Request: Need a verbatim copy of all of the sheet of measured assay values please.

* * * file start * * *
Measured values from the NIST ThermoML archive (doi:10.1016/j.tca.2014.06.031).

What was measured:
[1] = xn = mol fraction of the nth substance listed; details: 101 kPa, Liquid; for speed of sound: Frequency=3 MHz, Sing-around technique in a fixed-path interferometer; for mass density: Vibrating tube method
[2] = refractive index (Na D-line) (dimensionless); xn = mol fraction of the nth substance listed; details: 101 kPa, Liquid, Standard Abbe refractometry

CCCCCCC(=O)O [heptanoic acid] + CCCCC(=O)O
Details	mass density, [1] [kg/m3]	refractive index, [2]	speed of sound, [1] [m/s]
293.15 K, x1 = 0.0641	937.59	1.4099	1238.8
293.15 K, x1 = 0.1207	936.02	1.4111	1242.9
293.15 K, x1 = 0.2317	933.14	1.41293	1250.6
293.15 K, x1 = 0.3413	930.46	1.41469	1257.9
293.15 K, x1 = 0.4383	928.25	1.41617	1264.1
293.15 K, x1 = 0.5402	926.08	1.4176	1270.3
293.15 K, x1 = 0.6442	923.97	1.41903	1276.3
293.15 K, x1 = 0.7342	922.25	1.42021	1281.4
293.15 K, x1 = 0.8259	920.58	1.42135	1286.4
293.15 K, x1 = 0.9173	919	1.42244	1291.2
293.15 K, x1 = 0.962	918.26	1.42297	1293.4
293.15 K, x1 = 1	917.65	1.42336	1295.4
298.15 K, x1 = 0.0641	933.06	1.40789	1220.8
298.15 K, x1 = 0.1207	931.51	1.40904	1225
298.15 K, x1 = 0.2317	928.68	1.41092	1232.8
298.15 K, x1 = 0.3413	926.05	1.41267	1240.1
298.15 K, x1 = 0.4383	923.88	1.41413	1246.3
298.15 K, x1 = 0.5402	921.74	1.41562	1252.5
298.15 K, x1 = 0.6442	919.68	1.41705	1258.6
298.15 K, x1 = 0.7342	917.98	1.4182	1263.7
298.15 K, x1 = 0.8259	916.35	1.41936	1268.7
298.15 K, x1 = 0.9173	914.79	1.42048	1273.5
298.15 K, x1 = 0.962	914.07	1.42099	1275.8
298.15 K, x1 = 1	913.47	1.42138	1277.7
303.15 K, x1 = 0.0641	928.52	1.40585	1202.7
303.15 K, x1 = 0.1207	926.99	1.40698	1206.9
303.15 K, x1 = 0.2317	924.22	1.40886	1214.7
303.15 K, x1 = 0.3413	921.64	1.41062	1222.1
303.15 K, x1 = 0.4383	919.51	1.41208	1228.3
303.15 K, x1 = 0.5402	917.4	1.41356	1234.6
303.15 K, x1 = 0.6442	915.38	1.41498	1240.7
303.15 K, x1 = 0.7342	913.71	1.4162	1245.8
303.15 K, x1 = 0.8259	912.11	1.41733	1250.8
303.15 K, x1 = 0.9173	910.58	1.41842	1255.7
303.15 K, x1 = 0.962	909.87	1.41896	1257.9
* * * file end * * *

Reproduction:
Measured values from the NIST ThermoML archive (doi:10.1016/j.tca.2014.06.031).

What was measured:
[1] = xn = mol fraction of the nth substance listed; details: 101 kPa, Liquid; for speed of sound: Frequency=3 MHz, Sing-around technique in a fixed-path interferometer; for mass density: Vibrating tube method
[2] = refractive index (Na D-line) (dimensionless); xn = mol fraction of the nth substance listed; details: 101 kPa, Liquid, Standard Abbe refractometry

CCCCCCC(=O)O [heptanoic acid] + CCCCC(=O)O
Details	mass density, [1] [kg/m3]	refractive index, [2]	speed of sound, [1] [m/s]
293.15 K, x1 = 0.0641	937.59	1.4099	1238.8
293.15 K, x1 = 0.1207	936.02	1.4111	1242.9
293.15 K, x1 = 0.2317	933.14	1.41293	1250.6
293.15 K, x1 = 0.3413	930.46	1.41469	1257.9
293.15 K, x1 = 0.4383	928.25	1.41617	1264.1
293.15 K, x1 = 0.5402	926.08	1.4176	1270.3
293.15 K, x1 = 0.6442	923.97	1.41903	1276.3
293.15 K, x1 = 0.7342	922.25	1.42021	1281.4
293.15 K, x1 = 0.8259	920.58	1.42135	1286.4
293.15 K, x1 = 0.9173	919	1.42244	1291.2
293.15 K, x1 = 0.962	918.26	1.42297	1293.4
293.15 K, x1 = 1	917.65	1.42336	1295.4
298.15 K, x1 = 0.0641	933.06	1.40789	1220.8
298.15 K, x1 = 0.1207	931.51	1.40904	1225
298.15 K, x1 = 0.2317	928.68	1.41092	1232.8
298.15 K, x1 = 0.3413	926.05	1.41267	1240.1
298.15 K, x1 = 0.4383	923.88	1.41413	1246.3
298.15 K, x1 = 0.5402	921.74	1.41562	1252.5
298.15 K, x1 = 0.6442	919.68	1.41705	1258.6
298.15 K, x1 = 0.7342	917.98	1.4182	1263.7
298.15 K, x1 = 0.8259	916.35	1.41936	1268.7
298.15 K, x1 = 0.9173	914.79	1.42048	1273.5
298.15 K, x1 = 0.962	914.07	1.42099	1275.8
298.15 K, x1 = 1	913.47	1.42138	1277.7
303.15 K, x1 = 0.0641	928.52	1.40585	1202.7
303.15 K, x1 = 0.1207	926.99	1.40698	1206.9
303.15 K, x1 = 0.2317	924.22	1.40886	1214.7
303.15 K, x1 = 0.3413	921.64	1.41062	1222.1
303.15 K, x1 = 0.4383	919.51	1.41208	1228.3
303.15 K, x1 = 0.5402	917.4	1.41356	1234.6
303.15 K, x1 = 0.6442	915.38	1.41498	1240.7
303.15 K, x1 = 0.7342	913.71	1.4162	1245.8
303.15 K, x1 = 0.8259	912.11	1.41733	1250.8
303.15 K, x1 = 0.9173	910.58	1.41842	1255.7
303.15 K, x1 = 0.962	909.87	1.41896	1257.9